Lock your doors and hide the silver, the Pennsylvania Legislature has raiding parties out, scouring the countryside for money needed to balance the state budget.
It won’t be easy. The state is $900 million short this year and predictions of the deficit next year go as high at $3 billion.
It would be logical to assume the legislature would look to raise that money needed in part by raising taxes. Gov. Wolf, for instance, has suggested (once again) that the state levy an extraction tax on the natural gas industry. He also has suggested eliminating the exemption some items have (helicopters and coffins to name two) from the state sales tax.
To the Republicans who control the Legislature, those ideas are verboten. In fact, the very idea of raising taxes is taboo. Instead, they look for any other means possible to get cash, including plundering funds that are supposed to go other purposes.
A few years ago, they found a mother lode of money in something called the Oil & Gas Lease Fund, established by the state in 1955 to hold the rental fees paid by oil and gas companies who lease state lands.
In turn, that money is supposed to be used “exclusively used for conservation, recreation, dams, or flood control…” When the Marcellus Shale was discovered, the state was under pressure to expand the acreage it could lease. Bowing to pressure from the governor’s office, the Department of Natural Resources did so. New money flowed into the fund – and it caught the Legislature’s attention.
Between 2008 and 2014, the legislature diverted $335 million from the Oil & Gas Lease Fund and used it to help balance the state budget. Environmental groups cried foul and the Pennsylvania Environmental Defense Fund filed suit.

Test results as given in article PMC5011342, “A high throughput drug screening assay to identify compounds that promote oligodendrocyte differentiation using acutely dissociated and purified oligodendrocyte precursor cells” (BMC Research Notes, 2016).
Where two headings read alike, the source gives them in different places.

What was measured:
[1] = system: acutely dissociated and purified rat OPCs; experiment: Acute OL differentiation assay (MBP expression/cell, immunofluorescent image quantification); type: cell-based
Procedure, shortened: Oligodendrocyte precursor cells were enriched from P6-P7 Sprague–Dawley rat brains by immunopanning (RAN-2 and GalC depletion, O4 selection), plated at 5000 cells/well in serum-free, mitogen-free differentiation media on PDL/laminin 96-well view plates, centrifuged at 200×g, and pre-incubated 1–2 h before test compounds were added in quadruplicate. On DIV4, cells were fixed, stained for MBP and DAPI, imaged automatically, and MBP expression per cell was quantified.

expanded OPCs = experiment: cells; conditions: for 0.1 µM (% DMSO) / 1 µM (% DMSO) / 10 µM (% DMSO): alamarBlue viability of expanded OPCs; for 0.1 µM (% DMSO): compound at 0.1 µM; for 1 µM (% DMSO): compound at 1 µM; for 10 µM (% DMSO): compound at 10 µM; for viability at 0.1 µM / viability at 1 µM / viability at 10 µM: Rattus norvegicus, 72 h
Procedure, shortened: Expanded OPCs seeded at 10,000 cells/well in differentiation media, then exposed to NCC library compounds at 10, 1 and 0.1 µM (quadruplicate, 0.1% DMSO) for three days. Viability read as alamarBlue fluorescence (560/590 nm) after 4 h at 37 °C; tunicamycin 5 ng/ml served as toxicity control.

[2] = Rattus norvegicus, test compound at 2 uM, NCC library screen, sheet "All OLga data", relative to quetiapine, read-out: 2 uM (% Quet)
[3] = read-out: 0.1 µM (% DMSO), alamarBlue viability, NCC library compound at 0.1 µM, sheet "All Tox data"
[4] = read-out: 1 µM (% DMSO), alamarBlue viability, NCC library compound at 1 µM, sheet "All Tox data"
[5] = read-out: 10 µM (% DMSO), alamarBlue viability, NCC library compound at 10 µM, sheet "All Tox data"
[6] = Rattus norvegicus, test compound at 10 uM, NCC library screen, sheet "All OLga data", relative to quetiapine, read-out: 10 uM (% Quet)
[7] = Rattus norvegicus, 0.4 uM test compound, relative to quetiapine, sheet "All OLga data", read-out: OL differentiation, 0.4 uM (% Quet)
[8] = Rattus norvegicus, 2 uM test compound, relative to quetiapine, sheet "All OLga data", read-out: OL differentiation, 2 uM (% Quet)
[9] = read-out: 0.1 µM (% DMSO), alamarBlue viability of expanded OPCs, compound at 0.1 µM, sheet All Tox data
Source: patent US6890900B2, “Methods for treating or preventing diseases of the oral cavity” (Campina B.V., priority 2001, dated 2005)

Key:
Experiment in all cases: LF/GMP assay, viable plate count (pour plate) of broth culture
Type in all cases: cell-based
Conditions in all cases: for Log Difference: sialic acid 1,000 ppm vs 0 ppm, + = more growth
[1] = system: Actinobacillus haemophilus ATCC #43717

Last week, the state Supreme Court ruled in favor of the environmental groups, saying the Legislature’s raid violated the Environmental Rights Amendment of the state Constitution.
Among other things, that amendment declares that “Pennsylvania’s public natural resources are the common property of all the people, including generations yet to come. As trustee of these resources, the Commonwealth shall conserve and maintain them for the benefit of all the people.”
The amendment, which passed in 1971, was born out of the experience of a state that had its natural resources depleted and its environment often despoiled by extraction industries: coal, oil and lumber to name three. Fracking for gas could be another.
The high court said the state erred in not holding a public process before deciding to lease more state forest land and the Legislature erred in taking the money from a special fund devoted to conservation.
The situation has not changed. The Legislature still refuses to consider raising the state’s main source of revenue: sales, income and business taxes. It relies on bookkeeping gimmicks and dubious ideas such as a major expansion of gambling.
Last week, word emerged of a plan to use the tobacco settlement money, paid by the industry to settle state lawsuits, to float what would have to be a billion-plus bond to pay off the budget deficit.
“Pay off” is an imprecise phrase – what the plan would do is amortize the deficit over 20 years. That’s like taking out a second mortgage to pay your utility and grocery bills.
It’s a dumb idea and bad public policy, but never underestimate a desperate Legislature.
One additional thought: Do you have any gold jewelry? You might want to hide it in the basement along with that set of sterling silverware.